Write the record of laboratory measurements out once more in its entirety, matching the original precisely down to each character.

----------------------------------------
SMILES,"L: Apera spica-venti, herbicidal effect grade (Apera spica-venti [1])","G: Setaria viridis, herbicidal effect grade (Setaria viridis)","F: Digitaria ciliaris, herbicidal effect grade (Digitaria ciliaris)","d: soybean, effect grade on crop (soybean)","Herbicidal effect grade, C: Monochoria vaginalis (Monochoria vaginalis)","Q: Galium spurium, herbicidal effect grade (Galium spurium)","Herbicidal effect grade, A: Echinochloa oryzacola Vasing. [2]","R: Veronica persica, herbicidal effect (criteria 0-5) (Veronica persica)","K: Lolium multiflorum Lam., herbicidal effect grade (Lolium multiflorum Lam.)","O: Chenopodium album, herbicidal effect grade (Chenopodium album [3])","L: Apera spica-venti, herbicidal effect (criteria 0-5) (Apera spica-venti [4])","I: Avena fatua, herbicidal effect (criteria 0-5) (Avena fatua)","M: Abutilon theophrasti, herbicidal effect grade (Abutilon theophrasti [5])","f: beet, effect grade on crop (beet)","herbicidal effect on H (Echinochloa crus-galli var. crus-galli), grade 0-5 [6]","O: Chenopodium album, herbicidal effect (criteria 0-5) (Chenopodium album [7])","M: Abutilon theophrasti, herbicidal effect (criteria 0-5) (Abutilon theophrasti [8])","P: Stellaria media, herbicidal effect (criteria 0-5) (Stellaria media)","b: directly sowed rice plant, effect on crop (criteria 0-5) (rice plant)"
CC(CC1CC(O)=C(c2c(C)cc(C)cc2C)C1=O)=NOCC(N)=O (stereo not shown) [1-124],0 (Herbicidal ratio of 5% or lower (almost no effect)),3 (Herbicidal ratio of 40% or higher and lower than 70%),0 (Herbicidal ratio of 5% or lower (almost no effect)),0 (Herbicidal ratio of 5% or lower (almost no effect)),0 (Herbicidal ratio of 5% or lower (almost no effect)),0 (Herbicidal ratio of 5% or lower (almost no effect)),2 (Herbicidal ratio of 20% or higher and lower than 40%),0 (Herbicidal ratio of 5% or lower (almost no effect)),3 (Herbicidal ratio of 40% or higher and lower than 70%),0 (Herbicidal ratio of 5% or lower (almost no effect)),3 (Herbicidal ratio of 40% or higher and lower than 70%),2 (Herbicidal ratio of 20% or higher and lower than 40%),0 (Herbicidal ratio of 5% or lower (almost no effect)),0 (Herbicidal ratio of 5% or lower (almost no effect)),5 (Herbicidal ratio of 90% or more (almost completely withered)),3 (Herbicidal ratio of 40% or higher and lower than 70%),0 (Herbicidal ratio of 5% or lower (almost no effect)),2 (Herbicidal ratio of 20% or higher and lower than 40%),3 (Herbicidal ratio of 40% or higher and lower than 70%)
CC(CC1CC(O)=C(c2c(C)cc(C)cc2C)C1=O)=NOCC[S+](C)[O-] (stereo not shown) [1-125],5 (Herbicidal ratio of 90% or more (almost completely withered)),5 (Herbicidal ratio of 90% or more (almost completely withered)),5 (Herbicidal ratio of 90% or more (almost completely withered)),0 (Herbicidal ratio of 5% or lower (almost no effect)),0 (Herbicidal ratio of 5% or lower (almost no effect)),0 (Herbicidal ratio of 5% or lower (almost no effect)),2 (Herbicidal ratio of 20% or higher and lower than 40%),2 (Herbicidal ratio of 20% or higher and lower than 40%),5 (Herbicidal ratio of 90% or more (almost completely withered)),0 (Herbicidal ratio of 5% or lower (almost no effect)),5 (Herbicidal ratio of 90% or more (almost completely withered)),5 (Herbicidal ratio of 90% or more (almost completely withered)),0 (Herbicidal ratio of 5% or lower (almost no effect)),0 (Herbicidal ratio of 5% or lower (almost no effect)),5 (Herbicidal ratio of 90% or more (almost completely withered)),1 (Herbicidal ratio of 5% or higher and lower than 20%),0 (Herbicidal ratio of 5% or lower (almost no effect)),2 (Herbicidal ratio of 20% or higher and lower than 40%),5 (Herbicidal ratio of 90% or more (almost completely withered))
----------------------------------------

SMILES,"L: Apera spica-venti, herbicidal effect grade (Apera spica-venti [1])","G: Setaria viridis, herbicidal effect grade (Setaria viridis)","F: Digitaria ciliaris, herbicidal effect grade (Digitaria ciliaris)","d: soybean, effect grade on crop (soybean)","Herbicidal effect grade, C: Monochoria vaginalis (Monochoria vaginalis)","Q: Galium spurium, herbicidal effect grade (Galium spurium)","Herbicidal effect grade, A: Echinochloa oryzacola Vasing. [2]","R: Veronica persica, herbicidal effect (criteria 0-5) (Veronica persica)","K: Lolium multiflorum Lam., herbicidal effect grade (Lolium multiflorum Lam.)","O: Chenopodium album, herbicidal effect grade (Chenopodium album [3])","L: Apera spica-venti, herbicidal effect (criteria 0-5) (Apera spica-venti [4])","I: Avena fatua, herbicidal effect (criteria 0-5) (Avena fatua)","M: Abutilon theophrasti, herbicidal effect grade (Abutilon theophrasti [5])","f: beet, effect grade on crop (beet)","herbicidal effect on H (Echinochloa crus-galli var. crus-galli), grade 0-5 [6]","O: Chenopodium album, herbicidal effect (criteria 0-5) (Chenopodium album [7])","M: Abutilon theophrasti, herbicidal effect (criteria 0-5) (Abutilon theophrasti [8])","P: Stellaria media, herbicidal effect (criteria 0-5) (Stellaria media)","b: directly sowed rice plant, effect on crop (criteria 0-5) (rice plant)"
CC(CC1CC(O)=C(c2c(C)cc(C)cc2C)C1=O)=NOCC(N)=O (stereo not shown) [1-124],0 (Herbicidal ratio of 5% or lower (almost no effect)),3 (Herbicidal ratio of 40% or higher and lower than 70%),0 (Herbicidal ratio of 5% or lower (almost no effect)),0 (Herbicidal ratio of 5% or lower (almost no effect)),0 (Herbicidal ratio of 5% or lower (almost no effect)),0 (Herbicidal ratio of 5% or lower (almost no effect)),2 (Herbicidal ratio of 20% or higher and lower than 40%),0 (Herbicidal ratio of 5% or lower (almost no effect)),3 (Herbicidal ratio of 40% or higher and lower than 70%),0 (Herbicidal ratio of 5% or lower (almost no effect)),3 (Herbicidal ratio of 40% or higher and lower than 70%),2 (Herbicidal ratio of 20% or higher and lower than 40%),0 (Herbicidal ratio of 5% or lower (almost no effect)),0 (Herbicidal ratio of 5% or lower (almost no effect)),5 (Herbicidal ratio of 90% or more (almost completely withered)),3 (Herbicidal ratio of 40% or higher and lower than 70%),0 (Herbicidal ratio of 5% or lower (almost no effect)),2 (Herbicidal ratio of 20% or higher and lower than 40%),3 (Herbicidal ratio of 40% or higher and lower than 70%)
CC(CC1CC(O)=C(c2c(C)cc(C)cc2C)C1=O)=NOCC[S+](C)[O-] (stereo not shown) [1-125],5 (Herbicidal ratio of 90% or more (almost completely withered)),5 (Herbicidal ratio of 90% or more (almost completely withered)),5 (Herbicidal ratio of 90% or more (almost completely withered)),0 (Herbicidal ratio of 5% or lower (almost no effect)),0 (Herbicidal ratio of 5% or lower (almost no effect)),0 (Herbicidal ratio of 5% or lower (almost no effect)),2 (Herbicidal ratio of 20% or higher and lower than 40%),2 (Herbicidal ratio of 20% or higher and lower than 40%),5 (Herbicidal ratio of 90% or more (almost completely withered)),0 (Herbicidal ratio of 5% or lower (almost no effect)),5 (Herbicidal ratio of 90% or more (almost completely withered)),5 (Herbicidal ratio of 90% or more (almost completely withered)),0 (Herbicidal ratio of 5% or lower (almost no effect)),0 (Herbicidal ratio of 5% or lower (almost no effect)),5 (Herbicidal ratio of 90% or more (almost completely withered)),1 (Herbicidal ratio of 5% or higher and lower than 20%),0 (Herbicidal ratio of 5% or lower (almost no effect)),2 (Herbicidal ratio of 20% or higher and lower than 40%),5 (Herbicidal ratio of 90% or more (almost completely withered))